Other Names: Imlygic®
About This Drug
Talimogene laherparepvec is a live, weakened type 1 herpes simplex virus used to treat cancer. It is given into your skin cancer.
Possible Side Effects (More Common)
- Loose bowel movements (diarrhea) that may last for a few days
- Flu-like symptoms: fever, headache, muscle and joint aches, and fatigue (low energy, feeling weak).
- Nausea and throwing up (vomiting).
These symptoms may happen within a few hours after your treatment and may last up to 24 hours. Medicines are available to stop or lessen these side effects.
Possible Side Effects (Less Common)
- Redness, swelling, and irritation may occur at the site where you get your shot.
- An infection may develop where you get your shot, including a herpes type infection.
Treating Side Effects
- Drink 6-8 cups of fluids each day unless your doctor has told you to limit your fluid intake due to some other health problem. A cup is 8 ounces of fluid. If you throw up or have loose bowel movements, you should drink more fluids so that you do not become dehydrated (lack water in the body from losing too much fluid).
- Ask your doctor or nurse about medicine that is available to help stop or lessen the loose bowel movements.
- Ask your doctor or nurse about medicine that is available to help stop or lessen fever, headache, muscle and joint aches.
Avoid touching or scratching the site where you get your shot or coverings to your shot site. This could lead to spreading of the virus to other parts of your body.
Caregivers and patients should wear gloves when changing dressings to avoid spreading the virus to other parts of the body. Caregivers or healthcare providers who have a weakened immune system or are pregnant should not come into direct contact with a patient’s shot site, dressings that covered the shot site, or body fluids of this patient.
Your skin cancer and shot site should stay covered for 7 days. Dirty dressings should be properly disposed.
Food and Drug Interactions
There are no known interactions of talimogene laherparepvec with food.
This drug may interact with other medications such as acyclovir. Tell your doctor and pharmacist about all the medication and dietary supplements (vitamins, minerals, herbs, and others) that you are currently taking. The safety and effectiveness of dietary supplements and alternative diets are often unknown. Using these might unexpectedly affect your cancer or interfere with your treatment. Until more is known, you should not use dietary supplements or alternative diets without your cancer doctor's advice.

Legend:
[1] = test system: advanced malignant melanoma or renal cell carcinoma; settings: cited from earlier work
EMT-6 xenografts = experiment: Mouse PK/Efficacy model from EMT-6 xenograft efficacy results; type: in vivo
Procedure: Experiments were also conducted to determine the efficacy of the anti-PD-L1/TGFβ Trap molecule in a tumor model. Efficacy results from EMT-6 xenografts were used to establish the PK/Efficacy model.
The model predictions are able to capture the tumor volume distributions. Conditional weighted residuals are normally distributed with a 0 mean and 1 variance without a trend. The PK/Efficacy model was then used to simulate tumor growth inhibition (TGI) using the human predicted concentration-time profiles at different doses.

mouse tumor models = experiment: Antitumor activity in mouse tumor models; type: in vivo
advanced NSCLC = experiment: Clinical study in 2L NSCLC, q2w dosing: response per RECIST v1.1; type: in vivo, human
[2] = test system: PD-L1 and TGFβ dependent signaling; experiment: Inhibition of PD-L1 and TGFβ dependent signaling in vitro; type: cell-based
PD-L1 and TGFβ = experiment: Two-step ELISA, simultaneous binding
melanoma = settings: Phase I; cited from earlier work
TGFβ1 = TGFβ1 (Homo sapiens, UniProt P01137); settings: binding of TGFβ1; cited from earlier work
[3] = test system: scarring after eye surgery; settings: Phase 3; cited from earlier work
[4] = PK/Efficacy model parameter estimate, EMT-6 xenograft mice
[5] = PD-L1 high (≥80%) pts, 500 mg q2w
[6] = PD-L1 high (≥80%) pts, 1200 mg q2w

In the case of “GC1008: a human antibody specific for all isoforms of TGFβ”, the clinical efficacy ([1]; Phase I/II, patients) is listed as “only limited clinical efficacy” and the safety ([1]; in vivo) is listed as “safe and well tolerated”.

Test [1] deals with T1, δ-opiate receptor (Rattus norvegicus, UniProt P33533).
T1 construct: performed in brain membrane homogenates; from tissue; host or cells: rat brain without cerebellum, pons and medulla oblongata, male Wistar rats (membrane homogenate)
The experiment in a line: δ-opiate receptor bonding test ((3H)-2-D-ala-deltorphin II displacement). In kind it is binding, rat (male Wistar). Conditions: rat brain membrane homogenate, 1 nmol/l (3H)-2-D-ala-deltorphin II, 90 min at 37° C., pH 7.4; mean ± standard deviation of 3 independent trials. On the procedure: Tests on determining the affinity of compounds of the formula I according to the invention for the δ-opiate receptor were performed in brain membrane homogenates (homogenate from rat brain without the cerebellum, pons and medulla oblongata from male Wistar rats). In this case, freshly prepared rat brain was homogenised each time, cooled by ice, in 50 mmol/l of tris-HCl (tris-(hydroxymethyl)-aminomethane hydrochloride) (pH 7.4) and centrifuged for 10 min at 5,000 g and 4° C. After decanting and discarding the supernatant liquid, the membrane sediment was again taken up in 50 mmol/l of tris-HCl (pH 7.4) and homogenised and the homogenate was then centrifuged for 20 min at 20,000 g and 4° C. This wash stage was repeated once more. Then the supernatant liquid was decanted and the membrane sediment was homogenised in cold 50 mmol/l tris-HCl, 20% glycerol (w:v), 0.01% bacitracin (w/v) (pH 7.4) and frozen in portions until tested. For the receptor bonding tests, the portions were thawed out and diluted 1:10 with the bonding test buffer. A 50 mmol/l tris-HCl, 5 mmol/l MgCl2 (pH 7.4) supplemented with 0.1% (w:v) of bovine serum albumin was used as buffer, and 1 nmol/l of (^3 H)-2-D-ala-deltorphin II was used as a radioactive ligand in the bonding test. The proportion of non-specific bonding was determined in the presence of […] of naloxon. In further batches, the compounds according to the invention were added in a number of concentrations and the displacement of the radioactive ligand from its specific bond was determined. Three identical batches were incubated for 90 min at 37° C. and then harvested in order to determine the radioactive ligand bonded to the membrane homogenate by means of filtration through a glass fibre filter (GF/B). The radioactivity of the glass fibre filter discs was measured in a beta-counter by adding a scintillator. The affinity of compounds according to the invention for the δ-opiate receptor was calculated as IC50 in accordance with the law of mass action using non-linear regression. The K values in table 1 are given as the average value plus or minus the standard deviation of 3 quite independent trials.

When to Call the Doctor
Call your doctor or nurse immediately if you have any of the following symptoms:
- Fever of 100.5 F (38 C) or higher
- Rash or itching
- Feeling dizzy or lightheaded
- Loose bowel movements (diarrhea) more than 4 times a day or diarrhea with weakness or lightheadedness
- Nausea that stops you from eating or drinking
- Throwing up more than 3 times a day
Call your doctor or nurse as soon as possible if any of the following symptoms occur:
- Nausea that is not relieved by prescribed medicines
- Fatigue that interferes with your daily activities
- Painful, red, or swollen areas at the site you got your shot
- No bowel movement for 3 days or you feel uncomfortable
- Extreme weakness that interferes with normal activities
This drug may cause very harmful effects on an unborn child. Talimogene laherparepvec should never be used by women who are pregnant or who could become pregnant while taking the drug. Even 1 dose taken by a pregnant woman can cause these very harmful effects. Your healthcare team will talk to you and give you written information about this risk.
Breast feeding warning
It is not known if this drug passes into breast milk. For this reason, women should talk to their doctor about the risks and benefits of breast feeding during treatment with this drug because this drug may enter the breast milk and badly harm a breast feeding baby.
Please detach and keep in your wallet in case of a medical emergency.